397 Mass. 143, 489 N.E.

2d 1257 (1986)



O'CONNOR, JUSTICE. We consider for the first time whether an insurance agent owes to a traveler on the highway, injured by the negligent driving of another, a duty to fulfill the agent's pre-accident promise to the tortfeasor to obtain optional liability coverage on the tortfeasor's motor vehicle. The case reaches us as the result of an appeal from the allowance of a motion to dismiss claims against the insurance agent.


We summarize the relevant allegations in the amended complaint. On December 24, 1979, the plaintiff was the operator of a motor vehicle which collided with a 1975 Toyota automobile. The Toyota was operated by the defendant William C. Gregory, Sr., and was owned jointly by the defendants William C. Gregory, Sr., and Joalta Gregory. As a result of injuries sustained in the collision, the plaintiff recovered a judgment against William C. Gregory, Sr., in the sum of $118,181.99.


According to the amended complaint, at the time of the collision the Gregorys owned a 1973 Mercury automobile in addition to the 1975 Toyota. The defendant William F. Borhek, an insurance agent, had procured liability coverage on the 1973 Mercury for the year 1979 with bodily injury limits of $100,000 per person and $300,000 per accident. Before 1979, Borhek had arranged for the issuance to the Gregorys of motor vehicle liability policies on their vehicles containing $100,000/$300,000 bodily injury limits. "On or about July 2, 1979," the amended complaint states, "[Borhek] caused an insurance policy to be amended and issued" to the Gregorys on the 1975,: Toyota (the accident vehicle) with bodily injury limits of only $20,000 per, person and $40,000 per accident.


The amended complaint is in three counts, the first of which is against the defendant The Travelers Indemnity Company and is not involved in this appeal. Count 2 alleges Borhek's liability on a theory of tort. In substance, after making the assertions recited above, the plaintiff says that the Gregorys relied on Borhek to obtain $100,000/$300,000 liability coverage on the 1975 Toyota. The plaintiff further asserts that Borhek's failure to do so and his failure to advise them that the limits were only $20,000/$40,000 constituted negligence resulting in a loss to the plaintiff. Count 3 is based on contract. It reasserts the facts set forth in count 2 and, in addition, alleges that in return for valuable consideration Borhek promised the Gregorys that he would procure a liability policy covering the 1975 Toyota with limits of $100,000/$300,000 "for bodily injury to others, which class of individuals would have included the plaintiff," and that he failed to do so "[i]n breach of said contract. "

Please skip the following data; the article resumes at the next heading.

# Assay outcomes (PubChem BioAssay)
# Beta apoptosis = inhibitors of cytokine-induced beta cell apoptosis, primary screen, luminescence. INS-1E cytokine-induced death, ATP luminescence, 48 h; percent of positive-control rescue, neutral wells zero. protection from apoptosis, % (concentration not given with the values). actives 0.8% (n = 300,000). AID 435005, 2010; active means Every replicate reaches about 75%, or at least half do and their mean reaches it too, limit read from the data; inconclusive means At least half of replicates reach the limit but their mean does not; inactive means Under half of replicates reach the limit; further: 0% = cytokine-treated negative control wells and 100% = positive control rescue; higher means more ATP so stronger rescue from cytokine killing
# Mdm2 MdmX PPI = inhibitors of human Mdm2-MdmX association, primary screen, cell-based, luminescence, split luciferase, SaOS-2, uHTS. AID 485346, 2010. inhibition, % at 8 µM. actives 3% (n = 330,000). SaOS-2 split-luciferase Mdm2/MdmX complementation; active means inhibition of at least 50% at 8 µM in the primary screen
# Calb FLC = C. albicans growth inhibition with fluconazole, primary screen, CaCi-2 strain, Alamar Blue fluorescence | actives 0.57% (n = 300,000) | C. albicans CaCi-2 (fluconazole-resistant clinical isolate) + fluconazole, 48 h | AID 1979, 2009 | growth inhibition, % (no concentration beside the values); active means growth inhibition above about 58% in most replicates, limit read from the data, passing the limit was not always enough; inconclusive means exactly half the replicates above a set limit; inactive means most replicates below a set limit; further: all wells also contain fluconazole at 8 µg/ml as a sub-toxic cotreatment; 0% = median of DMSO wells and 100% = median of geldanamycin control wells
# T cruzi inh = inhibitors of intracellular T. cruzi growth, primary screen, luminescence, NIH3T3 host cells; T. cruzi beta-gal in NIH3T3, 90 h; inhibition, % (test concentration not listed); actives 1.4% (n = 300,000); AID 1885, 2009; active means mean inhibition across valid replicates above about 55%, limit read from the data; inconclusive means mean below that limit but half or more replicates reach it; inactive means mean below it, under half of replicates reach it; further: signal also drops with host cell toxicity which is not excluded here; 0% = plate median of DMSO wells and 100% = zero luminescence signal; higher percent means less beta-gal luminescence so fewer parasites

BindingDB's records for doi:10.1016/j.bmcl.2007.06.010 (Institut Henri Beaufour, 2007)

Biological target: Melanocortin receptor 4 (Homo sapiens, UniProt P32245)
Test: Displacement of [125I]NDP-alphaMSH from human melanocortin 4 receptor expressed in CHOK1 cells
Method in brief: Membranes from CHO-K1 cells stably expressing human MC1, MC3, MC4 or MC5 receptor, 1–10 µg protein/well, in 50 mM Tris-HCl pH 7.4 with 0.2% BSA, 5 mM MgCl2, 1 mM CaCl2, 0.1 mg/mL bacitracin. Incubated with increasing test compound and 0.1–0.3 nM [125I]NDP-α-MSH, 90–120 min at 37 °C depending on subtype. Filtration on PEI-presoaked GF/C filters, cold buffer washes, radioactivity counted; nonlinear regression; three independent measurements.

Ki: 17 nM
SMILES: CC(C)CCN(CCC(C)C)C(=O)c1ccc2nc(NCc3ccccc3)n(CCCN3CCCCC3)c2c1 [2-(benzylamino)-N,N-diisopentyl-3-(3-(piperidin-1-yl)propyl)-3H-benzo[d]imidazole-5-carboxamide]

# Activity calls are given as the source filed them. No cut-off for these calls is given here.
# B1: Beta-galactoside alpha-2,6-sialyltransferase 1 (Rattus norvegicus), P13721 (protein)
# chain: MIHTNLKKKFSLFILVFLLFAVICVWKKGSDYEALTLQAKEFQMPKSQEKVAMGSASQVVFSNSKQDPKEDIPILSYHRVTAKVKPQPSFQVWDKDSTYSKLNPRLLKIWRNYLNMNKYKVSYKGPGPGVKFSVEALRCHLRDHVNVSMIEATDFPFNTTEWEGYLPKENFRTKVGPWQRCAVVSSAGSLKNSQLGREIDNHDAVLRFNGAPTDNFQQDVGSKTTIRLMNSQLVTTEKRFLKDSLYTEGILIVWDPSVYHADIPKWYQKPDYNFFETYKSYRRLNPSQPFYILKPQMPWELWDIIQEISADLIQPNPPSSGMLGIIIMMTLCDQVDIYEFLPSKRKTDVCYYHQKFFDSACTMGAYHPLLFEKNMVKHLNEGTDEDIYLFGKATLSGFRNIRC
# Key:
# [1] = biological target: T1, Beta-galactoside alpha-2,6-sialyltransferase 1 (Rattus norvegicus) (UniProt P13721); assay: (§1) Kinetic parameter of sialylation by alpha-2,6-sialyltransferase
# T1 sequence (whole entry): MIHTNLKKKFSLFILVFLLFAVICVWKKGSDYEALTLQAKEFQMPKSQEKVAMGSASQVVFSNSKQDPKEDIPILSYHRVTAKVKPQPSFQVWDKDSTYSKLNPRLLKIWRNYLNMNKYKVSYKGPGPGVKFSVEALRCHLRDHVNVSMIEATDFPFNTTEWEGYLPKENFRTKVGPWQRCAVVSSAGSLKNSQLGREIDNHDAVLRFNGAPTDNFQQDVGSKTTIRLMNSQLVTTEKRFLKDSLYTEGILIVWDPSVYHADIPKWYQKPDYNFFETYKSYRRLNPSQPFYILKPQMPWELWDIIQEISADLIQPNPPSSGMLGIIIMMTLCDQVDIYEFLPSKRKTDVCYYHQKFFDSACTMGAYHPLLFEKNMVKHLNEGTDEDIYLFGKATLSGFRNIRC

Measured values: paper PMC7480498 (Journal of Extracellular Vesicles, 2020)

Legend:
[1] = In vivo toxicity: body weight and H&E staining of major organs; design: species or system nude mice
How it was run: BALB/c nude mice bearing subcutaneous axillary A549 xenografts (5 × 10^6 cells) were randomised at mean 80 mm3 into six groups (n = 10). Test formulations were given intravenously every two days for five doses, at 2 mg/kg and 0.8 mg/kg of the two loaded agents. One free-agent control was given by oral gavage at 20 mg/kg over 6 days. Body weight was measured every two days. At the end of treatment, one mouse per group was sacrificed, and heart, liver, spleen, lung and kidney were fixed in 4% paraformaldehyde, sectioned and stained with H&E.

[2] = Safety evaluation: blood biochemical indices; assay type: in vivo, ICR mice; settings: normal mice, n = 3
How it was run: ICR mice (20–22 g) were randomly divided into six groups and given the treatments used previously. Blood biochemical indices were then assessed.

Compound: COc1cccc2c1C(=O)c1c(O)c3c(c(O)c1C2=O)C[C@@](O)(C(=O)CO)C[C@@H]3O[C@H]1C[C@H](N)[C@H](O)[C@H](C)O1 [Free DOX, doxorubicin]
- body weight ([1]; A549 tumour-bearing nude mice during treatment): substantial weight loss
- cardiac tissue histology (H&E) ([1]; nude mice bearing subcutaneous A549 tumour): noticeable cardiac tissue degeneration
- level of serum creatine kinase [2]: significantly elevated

Borhek moved that the complaint as to him be dismissed, alleging as grounds that the complaint fails to state a claim for which relief can be granted and that the plaintiff's claims are barred by the applicable statutes of limitations. A judge of the Superior Court allowed the motion, and subsequently judgment in favor of Borhek was entered under Mass.R.Civ.P. 54 (b), 365 Mass. 820 (1974). The plaintiff appealed to the Appeals Court and we granted his application for direct appellate review. We now reverse the judgment below.